EROTICISM and religion have always been a potent brew. Add to the mix frenzy, dementia and full frontal nudity and you have . . . the Washington Opera's season opener, a vivid and daring production of Strauss's "Salome."
This is not a production for the faint of heart. Maria Ewing is magnificent as the obsessed Salome, which means that she writhes about the stage in self-induced ecstasy brought on by an abortive attempt to seduce the captive John the Baptist. Ewing sheds her veils and everything else she has on in a successful effort to get the reluctant Herod to decapitate John and then makes revolting love to the dripping head, all in perfectly splendid voice and perfectly awful self-absorbed craziness.
She whips up all this trouble among an exceptionally strong and balanced cast. Ragnar Ulfung as Herod carries the complex role of lecher, husband, ruler and judge with grace and subtlety. Joyce Castle is an ideal Herodias, a larger-than-life shrew with a nasty streak that borders on the comic. Michael Devlin, costumed in white body paint and a lank wig, is a properly fanatic John ("Jokanaan" in the opera), and fine singing and acting is contributed by Stephen O'Mara as Narraboth, Janine Hawley as the page, a wonderful quintet of argumentative Jews, and a small group of soldiers and pilgrims.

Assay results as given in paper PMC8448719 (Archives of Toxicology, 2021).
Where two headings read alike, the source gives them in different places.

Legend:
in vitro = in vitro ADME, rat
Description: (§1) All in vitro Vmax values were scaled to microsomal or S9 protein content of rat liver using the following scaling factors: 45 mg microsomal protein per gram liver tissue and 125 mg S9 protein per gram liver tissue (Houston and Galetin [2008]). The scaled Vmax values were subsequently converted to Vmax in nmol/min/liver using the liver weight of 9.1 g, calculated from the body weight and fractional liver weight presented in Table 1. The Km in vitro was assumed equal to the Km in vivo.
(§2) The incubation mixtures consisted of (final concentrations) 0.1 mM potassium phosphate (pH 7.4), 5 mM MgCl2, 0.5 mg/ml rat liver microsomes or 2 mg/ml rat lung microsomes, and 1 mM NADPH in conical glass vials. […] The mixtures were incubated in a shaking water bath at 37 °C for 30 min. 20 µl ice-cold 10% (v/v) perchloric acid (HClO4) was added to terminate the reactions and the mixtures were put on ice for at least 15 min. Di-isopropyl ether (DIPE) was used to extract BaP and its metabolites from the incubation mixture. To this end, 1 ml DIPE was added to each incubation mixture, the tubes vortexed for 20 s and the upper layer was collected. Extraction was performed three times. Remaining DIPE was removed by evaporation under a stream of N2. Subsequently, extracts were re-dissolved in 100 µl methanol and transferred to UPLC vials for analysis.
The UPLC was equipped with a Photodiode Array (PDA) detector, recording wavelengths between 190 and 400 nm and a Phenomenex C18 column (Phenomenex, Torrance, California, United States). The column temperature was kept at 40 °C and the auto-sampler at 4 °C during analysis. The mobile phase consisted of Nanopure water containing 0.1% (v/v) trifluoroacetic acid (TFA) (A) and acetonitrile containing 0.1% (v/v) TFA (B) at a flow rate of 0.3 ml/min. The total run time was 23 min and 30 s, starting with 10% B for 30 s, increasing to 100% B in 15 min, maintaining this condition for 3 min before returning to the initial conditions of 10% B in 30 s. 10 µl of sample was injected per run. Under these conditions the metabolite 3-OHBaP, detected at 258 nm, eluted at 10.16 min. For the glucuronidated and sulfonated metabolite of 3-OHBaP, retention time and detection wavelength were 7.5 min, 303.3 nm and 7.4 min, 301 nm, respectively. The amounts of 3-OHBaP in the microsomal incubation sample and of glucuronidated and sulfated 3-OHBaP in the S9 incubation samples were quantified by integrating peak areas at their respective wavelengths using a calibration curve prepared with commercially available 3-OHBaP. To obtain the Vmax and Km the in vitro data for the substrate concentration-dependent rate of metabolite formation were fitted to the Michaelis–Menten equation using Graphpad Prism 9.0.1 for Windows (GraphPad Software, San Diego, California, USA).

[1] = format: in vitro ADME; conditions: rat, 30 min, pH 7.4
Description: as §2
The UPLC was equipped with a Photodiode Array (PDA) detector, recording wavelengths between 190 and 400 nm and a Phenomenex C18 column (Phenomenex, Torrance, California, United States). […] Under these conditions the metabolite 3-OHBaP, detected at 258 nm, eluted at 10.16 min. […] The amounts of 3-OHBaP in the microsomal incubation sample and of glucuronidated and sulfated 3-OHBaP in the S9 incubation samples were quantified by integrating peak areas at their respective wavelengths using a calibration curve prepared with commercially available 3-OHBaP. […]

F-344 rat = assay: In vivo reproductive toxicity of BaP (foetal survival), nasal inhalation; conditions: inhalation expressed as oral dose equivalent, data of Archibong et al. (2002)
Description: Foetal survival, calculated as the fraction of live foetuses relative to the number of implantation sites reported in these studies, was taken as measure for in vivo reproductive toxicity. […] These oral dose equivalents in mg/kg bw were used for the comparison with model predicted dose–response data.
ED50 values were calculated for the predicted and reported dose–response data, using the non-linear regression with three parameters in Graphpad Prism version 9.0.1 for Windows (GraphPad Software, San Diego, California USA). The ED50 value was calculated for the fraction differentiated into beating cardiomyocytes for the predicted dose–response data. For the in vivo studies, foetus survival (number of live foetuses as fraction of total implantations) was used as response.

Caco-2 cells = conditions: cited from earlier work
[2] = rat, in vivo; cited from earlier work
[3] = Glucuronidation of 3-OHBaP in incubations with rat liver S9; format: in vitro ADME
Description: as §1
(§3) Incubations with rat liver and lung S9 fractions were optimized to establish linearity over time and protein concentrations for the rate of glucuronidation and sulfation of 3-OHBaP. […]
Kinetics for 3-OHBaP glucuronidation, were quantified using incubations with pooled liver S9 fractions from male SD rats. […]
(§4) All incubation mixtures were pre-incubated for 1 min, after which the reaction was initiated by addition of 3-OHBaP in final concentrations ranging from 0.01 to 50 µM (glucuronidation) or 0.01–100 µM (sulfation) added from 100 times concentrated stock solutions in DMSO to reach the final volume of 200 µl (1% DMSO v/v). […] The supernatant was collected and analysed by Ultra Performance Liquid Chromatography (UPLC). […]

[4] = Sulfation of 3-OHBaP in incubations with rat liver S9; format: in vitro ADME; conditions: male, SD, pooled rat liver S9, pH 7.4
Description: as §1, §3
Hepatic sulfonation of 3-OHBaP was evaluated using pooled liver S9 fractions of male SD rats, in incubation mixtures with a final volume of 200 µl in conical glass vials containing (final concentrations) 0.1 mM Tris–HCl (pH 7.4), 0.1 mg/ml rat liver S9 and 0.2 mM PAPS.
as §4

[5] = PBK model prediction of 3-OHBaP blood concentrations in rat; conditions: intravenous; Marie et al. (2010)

The Edvard Munch-like starkness of John Bury's set, with its luminescent sphere of a moon, and its ever-changing patterned projections, reflects the evolving story with powerful effect, as does director Jeannette Aster's static blocking, which projects the action against an almost tableau-like setting.
Gerard Schwarz conducts Strauss's vividly suggestive score with authority and careful attention to orchestral color.
WASHINGTON OPERA -- Strauss's "Salome." Continuing Sunday (matinee), Thursday, Nov. 19 and 23 at the Kennedy Center Opera House. Most performances are sold out by subscription, but some returned tickets are available; call the Washington Opera box office at 202/416-7800.